The Constitution’s federalist structures protect states’ sovereignty but also create a powerful federal government that can preempt and thereby displace the authority of state and local governments and courts to respond to a social challenge. Despite this preemptive power, Congress and agencies have seldom preempted state power. Instead, they typically have embraced concurrent, overlapping power. Recent legislative, agency, and court actions, however, reveal a newly aggressive use of federal preemption, sometimes even preempting more protective state law. Preemption choice fundamentally involves issues of institutional choice and regulatory design: should federal actors displace or work in conjunction with other legal institutions? This book moves logically through each preemption choice step, ranging from underlying theory to constitutional history, to preemption doctrine, to assessment of when preemptive regimes make sense and when state regulation and common law should retain latitude for dynamism and innovation.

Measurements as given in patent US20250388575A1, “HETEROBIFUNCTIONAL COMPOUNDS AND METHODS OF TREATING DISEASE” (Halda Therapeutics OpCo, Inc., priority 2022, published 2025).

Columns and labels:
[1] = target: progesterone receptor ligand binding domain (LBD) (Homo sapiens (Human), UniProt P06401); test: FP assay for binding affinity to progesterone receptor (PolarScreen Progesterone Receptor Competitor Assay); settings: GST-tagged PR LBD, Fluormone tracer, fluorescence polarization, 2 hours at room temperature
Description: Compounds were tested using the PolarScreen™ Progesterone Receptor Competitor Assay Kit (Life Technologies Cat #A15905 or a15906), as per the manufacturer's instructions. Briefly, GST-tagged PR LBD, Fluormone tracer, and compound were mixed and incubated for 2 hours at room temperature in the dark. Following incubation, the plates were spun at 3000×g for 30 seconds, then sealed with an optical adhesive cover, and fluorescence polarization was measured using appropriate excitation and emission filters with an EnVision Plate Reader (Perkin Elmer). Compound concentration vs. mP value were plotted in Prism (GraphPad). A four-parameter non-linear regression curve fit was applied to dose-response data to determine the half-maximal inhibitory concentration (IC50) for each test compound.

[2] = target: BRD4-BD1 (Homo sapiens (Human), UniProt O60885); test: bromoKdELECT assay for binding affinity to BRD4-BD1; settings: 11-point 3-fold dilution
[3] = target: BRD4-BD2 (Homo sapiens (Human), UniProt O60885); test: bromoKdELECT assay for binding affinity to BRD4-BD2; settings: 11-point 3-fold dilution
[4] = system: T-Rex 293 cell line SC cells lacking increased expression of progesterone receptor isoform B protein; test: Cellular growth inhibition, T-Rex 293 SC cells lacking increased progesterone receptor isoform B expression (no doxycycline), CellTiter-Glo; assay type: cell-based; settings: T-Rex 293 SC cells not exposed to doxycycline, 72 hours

For the last decade, Americans’ right to sue manufacturers whose products cause them injury or harm has been under attack. It’s been a quiet war, but it has been fierce, raging simultaneously in the courts, federal regulatory agencies, and Congress. The conflict is over what is called agency preemption, and the fundamental question is whether and under what circumstances regulations by federal agencies may preempt – which is to say, trump – state laws allowing victims to bring suit against companies whose actions cause them harm. Read about Thomas McGarity's book on the topic.